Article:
– Benefits and drawbacks
The benefits are for all in the gain on travel and pollution. According to Odoxa, 2/3 have also found flexibility, time management and a better work-life balance. At the work level, many (30 to 40%) in these surveys appreciated autonomy, responsibility, efficiency, and creativity along with a greater possibility for concentration given that there were no open spaces and less no interruptions.
Of course, disadvantages also exist. Leading the drawbacks of teleworking was a feeling of isolation, distance from colleagues, especially since remote working was full-time. Monitoring the impact on workload or even time worked, difficulties in disconnecting from work, in the challenge of taking care of children while teleworking , has resulted in tensions within the family circle as well as the deterioration of psychological health.
Since the start of the new remote working global reality, many points remain to be considered and negotiated.
In the containment phase, teleworking was improvised which enabled companies and administrations to avoid a total shutdown. The employees got down to it with 25%of them continuing their work. But this unforeseen experience shows the many points to be addressed in order to move from improvised remote work to organized teleworking. Without claiming to be exhaustive, let us quote a few.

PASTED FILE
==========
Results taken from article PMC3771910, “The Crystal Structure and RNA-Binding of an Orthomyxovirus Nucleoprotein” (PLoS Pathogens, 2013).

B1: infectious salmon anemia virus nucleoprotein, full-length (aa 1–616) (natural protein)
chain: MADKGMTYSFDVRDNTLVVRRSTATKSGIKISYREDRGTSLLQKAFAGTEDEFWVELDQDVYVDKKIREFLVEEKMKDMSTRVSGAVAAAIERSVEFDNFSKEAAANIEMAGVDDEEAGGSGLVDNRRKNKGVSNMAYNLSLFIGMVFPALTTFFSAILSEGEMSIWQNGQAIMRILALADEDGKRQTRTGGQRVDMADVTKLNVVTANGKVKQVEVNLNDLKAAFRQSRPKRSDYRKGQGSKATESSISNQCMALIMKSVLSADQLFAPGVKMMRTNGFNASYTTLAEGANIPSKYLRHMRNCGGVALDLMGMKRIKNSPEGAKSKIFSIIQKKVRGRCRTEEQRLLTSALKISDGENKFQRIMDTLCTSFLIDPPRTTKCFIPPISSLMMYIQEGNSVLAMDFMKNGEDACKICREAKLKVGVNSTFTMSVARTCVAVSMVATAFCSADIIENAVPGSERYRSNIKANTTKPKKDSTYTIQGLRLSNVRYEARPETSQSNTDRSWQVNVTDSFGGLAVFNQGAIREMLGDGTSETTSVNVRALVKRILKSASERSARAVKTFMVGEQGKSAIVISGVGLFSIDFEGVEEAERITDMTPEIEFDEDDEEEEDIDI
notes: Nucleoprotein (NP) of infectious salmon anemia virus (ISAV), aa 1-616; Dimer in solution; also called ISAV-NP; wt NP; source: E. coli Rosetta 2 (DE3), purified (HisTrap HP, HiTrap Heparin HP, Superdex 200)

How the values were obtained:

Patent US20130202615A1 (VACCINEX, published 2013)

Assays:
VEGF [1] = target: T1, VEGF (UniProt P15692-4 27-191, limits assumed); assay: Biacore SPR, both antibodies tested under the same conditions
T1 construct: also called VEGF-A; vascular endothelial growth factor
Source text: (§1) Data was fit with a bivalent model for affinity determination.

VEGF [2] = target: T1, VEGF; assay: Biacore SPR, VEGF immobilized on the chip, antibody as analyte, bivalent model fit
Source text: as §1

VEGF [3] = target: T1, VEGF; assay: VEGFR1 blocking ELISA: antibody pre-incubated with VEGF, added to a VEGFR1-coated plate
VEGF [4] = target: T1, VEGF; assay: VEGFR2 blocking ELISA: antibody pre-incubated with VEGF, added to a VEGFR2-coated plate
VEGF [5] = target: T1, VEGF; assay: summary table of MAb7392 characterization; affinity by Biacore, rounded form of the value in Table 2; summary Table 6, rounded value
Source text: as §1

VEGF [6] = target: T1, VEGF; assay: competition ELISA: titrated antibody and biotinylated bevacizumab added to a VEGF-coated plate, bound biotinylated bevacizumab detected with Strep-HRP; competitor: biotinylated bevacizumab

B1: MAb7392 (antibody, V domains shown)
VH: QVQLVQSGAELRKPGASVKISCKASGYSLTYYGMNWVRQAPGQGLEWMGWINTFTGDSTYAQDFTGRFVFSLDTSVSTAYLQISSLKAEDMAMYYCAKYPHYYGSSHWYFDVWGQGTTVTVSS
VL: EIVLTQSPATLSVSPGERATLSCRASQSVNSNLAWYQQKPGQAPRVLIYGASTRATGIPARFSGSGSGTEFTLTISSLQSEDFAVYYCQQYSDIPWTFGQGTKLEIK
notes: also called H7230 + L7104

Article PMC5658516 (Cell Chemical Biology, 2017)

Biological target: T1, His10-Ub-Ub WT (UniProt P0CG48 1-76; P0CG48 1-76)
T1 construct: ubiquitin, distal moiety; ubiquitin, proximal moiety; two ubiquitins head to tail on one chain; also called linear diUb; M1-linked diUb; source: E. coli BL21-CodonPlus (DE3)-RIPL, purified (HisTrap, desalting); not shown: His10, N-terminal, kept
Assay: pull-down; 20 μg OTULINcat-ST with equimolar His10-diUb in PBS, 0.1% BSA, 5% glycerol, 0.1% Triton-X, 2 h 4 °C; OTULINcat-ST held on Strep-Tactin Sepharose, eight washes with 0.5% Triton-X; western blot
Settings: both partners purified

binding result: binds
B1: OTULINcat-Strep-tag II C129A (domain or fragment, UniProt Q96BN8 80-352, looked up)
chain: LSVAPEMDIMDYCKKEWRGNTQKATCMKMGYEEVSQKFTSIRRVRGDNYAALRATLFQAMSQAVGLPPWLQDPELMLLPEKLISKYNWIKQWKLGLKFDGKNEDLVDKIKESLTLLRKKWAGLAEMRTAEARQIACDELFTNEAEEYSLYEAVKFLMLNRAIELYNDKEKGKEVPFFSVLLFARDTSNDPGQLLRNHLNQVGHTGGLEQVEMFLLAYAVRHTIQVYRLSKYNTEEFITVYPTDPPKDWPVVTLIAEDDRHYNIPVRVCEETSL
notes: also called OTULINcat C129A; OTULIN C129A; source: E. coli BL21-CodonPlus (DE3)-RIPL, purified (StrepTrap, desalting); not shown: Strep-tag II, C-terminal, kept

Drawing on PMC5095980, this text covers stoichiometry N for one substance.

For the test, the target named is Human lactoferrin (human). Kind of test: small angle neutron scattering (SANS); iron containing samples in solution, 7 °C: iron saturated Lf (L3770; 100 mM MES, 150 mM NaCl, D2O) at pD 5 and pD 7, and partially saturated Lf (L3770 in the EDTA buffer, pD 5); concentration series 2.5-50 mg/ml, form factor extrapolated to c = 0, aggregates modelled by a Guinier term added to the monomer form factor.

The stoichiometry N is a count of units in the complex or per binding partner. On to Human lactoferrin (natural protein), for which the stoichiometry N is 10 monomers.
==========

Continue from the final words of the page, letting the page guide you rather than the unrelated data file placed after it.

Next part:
– Teleworking must be voluntary.
While not all jobs allow teleworking, we must address the problem of unequal access to teleworking between socio-professional categories.
Teleworking assumes good equipment and working conditions for the teleworker and the responsibility of the company for the costs incurred (equipment, Wi-Fi connection, etc.).
Partial, regular or occasional teleworking is in most cases preferable to 100% teleworking in order to avoid problems of isolation, loss of social ties, or even belonging to the company or administration, thus salvaging the work collective.
Support and training are essential, including technical training, employee education about the risks of teleworking and how to differentiate their time. A workload assessment along with the implementation of a “right to disconnect” policy are also necessary.
This learning is also crucial for the evolution of management methods: what is managing remotely? Managers must learn to have confidence in their teleworking employees by giving clear information on the objectives as well as the foreseeable difficulties; by developing autonomy and responsibility; by allowing expression from a distance, and by being a consultant and optimizer of skills. Quite a change!
We can see that, since 75% of employees who have “tasted” teleworking wish to return to it, and that the period of Covid-19 has led many companies to overcome their previous block against this form of work, many points need to be considered.developed and negotiated to allow a real expansion of teleworking, under optimal conditions for employees, allowing efficiency for companies and a benefit for the environment.